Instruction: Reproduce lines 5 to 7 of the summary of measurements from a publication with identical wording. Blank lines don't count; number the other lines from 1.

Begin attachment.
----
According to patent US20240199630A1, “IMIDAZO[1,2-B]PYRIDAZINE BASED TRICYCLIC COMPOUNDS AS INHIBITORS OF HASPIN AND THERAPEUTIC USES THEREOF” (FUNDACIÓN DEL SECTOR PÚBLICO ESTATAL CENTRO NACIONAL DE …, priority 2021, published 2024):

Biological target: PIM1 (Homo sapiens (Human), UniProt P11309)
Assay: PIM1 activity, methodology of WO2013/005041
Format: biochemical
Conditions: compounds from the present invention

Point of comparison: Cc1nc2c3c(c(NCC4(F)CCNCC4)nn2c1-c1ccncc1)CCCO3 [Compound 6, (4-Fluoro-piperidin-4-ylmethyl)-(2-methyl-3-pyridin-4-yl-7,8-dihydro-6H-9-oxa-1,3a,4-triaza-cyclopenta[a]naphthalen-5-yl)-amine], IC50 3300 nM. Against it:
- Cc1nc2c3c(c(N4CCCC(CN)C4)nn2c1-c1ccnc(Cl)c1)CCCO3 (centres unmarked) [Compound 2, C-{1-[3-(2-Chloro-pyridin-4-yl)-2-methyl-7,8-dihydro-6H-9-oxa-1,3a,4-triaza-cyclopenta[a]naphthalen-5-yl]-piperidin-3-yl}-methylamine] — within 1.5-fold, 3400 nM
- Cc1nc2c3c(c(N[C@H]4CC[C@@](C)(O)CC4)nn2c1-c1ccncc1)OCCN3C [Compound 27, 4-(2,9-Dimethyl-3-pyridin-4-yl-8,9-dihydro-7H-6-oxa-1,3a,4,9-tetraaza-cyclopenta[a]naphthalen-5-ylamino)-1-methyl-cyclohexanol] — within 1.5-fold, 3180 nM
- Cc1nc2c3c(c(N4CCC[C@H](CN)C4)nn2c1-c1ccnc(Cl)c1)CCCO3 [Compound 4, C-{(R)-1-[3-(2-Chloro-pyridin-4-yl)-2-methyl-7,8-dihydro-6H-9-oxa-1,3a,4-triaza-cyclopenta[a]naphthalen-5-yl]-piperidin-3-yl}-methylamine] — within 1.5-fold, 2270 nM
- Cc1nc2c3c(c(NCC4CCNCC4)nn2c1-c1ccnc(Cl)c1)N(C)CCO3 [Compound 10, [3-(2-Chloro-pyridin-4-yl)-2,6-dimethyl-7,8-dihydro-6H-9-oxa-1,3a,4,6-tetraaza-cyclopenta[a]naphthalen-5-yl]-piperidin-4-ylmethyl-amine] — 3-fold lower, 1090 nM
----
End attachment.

Conditions: compounds from the present invention

Point of comparison: Cc1nc2c3c(c(NCC4(F)CCNCC4)nn2c1-c1ccncc1)CCCO3 [Compound 6, (4-Fluoro-piperidin-4-ylmethyl)-(2-methyl-3-pyridin-4-yl-7,8-dihydro-6H-9-oxa-1,3a,4-triaza-cyclopenta[a]naphthalen-5-yl)-amine], IC50 3300 nM. Against it:
- Cc1nc2c3c(c(N4CCCC(CN)C4)nn2c1-c1ccnc(Cl)c1)CCCO3 (centres unmarked) [Compound 2, C-{1-[3-(2-Chloro-pyridin-4-yl)-2-methyl-7,8-dihydro-6H-9-oxa-1,3a,4-triaza-cyclopenta[a]naphthalen-5-yl]-piperidin-3-yl}-methylamine] — within 1.5-fold, 3400 nM